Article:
12. We do not think that such a contention could be entertained, having regard to the scheme of TDS. A reading of Section 195 of the Income Tax Act reveals that a person responsible for making payment to a non-resident has to deduct income tax at the time of credit of the said amount to the account of the payee or at the time of payment thereof in cash or by issue of a cheque or draft or by any other mode, whichever is earlier. The only condition insisted under Section 195 of the Income Tax Act is that the amount paid must be a sum chargeable under the provisions of the Act. Section 195(2) of the Income Tax Act enables an assessee to file an application before the Assessing Officer to determine the appropriate proportion of the sum chargeable under the Act and upon such determination, tax has to be deducted under sub-section (1) on that proportion of the sum which is so chargeable. The person deducting the tax at source has to furnish the statement as prescribed by the Board. The payment thus made is credited to the account of the payee. As regards the consequences of failure to pay tax, sub-section (3) of Section 195 of the Income Tax Act, reads as under:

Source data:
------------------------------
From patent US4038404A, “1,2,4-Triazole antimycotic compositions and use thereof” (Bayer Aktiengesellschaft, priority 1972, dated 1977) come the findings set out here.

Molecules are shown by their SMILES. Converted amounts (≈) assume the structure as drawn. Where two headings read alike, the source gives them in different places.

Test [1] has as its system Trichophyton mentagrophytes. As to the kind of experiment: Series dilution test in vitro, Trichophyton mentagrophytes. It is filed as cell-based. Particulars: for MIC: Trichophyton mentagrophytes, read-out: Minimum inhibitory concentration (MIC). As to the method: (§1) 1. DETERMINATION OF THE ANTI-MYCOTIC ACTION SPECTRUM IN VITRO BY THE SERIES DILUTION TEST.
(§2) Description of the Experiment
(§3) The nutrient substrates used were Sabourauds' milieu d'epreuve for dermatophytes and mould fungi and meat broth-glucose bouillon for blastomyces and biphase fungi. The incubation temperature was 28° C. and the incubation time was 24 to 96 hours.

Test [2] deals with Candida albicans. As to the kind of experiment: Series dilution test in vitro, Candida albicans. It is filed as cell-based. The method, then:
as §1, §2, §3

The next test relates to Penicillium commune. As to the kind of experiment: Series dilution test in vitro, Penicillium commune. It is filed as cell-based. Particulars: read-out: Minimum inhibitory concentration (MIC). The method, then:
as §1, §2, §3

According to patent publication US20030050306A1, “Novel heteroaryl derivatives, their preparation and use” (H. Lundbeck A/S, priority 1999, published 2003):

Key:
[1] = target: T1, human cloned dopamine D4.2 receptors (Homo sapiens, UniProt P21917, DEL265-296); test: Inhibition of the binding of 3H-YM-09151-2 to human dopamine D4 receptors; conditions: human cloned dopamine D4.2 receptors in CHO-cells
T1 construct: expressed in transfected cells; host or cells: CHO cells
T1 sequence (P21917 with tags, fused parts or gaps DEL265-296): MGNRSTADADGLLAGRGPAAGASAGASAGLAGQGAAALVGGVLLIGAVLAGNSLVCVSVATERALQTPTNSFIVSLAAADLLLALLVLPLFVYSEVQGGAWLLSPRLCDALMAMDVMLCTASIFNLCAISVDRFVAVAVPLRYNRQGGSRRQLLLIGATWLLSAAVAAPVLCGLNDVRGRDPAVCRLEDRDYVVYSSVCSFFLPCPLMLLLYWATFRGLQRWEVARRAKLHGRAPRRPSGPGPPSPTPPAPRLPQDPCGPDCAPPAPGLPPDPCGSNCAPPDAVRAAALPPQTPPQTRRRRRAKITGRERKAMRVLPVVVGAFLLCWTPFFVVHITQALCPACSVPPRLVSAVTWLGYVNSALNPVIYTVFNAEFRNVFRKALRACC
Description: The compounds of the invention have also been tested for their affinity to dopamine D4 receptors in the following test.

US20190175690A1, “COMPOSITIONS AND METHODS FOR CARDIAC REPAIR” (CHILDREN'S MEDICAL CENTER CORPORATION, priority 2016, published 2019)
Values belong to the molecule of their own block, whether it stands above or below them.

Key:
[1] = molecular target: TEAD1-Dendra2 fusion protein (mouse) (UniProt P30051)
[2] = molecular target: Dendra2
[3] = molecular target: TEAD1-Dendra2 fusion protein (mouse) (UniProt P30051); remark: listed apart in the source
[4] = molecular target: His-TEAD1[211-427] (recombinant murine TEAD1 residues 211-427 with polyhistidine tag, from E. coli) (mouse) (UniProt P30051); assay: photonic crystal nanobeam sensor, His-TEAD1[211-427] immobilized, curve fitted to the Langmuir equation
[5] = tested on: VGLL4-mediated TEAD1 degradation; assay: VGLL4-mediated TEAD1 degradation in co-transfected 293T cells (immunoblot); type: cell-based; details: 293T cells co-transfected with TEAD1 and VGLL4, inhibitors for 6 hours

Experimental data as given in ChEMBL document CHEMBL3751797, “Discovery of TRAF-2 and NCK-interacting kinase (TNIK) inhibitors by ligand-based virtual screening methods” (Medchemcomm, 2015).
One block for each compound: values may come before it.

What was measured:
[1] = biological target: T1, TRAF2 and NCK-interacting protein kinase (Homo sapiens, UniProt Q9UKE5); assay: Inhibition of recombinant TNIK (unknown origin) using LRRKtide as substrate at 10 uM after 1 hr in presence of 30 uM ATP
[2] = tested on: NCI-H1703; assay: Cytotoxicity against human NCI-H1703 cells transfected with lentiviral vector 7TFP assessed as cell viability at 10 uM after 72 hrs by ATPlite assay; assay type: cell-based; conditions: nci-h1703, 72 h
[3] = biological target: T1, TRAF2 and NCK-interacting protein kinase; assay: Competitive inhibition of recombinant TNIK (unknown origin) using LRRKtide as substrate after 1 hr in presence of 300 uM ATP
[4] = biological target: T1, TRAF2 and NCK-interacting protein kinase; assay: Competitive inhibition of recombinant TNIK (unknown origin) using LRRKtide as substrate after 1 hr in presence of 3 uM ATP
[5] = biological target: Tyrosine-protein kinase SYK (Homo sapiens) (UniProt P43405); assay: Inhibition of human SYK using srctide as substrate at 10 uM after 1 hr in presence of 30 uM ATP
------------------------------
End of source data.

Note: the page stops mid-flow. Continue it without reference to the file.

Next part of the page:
“195(3) – Subject to rules made under sub-section (5), any person entitled to receive any interest or other sum on which income-tax has to be deducted under sub-section (1) may make an application in the prescribed form to the Assessing Officer for the grant of a certificate authorizing him to receive such interest or other sum without deduction of tax under that sub-section, and where any such certificate is granted, every person responsible for paying such interest or other sum to the person to whom such certificate is granted shall, so long as the certificate is in force, make payment of such interest or other sum without deducting tax thereon under sub-section (1).”